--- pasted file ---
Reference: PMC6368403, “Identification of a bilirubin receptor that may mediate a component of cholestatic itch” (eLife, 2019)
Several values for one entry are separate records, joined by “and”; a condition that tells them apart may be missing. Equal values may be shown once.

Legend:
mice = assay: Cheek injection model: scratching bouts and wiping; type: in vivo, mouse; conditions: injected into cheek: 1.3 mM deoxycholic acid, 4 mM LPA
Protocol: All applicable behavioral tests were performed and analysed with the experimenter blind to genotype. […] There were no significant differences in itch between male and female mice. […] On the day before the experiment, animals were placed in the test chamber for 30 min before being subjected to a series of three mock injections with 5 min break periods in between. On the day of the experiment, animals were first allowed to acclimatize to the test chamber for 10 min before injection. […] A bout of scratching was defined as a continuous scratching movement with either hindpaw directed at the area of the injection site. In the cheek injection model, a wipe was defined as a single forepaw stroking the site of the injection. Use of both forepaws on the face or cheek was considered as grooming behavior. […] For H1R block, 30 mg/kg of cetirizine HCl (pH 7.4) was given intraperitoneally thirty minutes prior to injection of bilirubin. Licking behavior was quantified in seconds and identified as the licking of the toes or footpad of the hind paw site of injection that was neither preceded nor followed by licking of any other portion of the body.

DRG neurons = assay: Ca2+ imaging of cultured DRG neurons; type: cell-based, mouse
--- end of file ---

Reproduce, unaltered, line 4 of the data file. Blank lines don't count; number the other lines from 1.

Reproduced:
mice = assay: Cheek injection model: scratching bouts and wiping; type: in vivo, mouse; conditions: injected into cheek: 1.3 mM deoxycholic acid, 4 mM LPA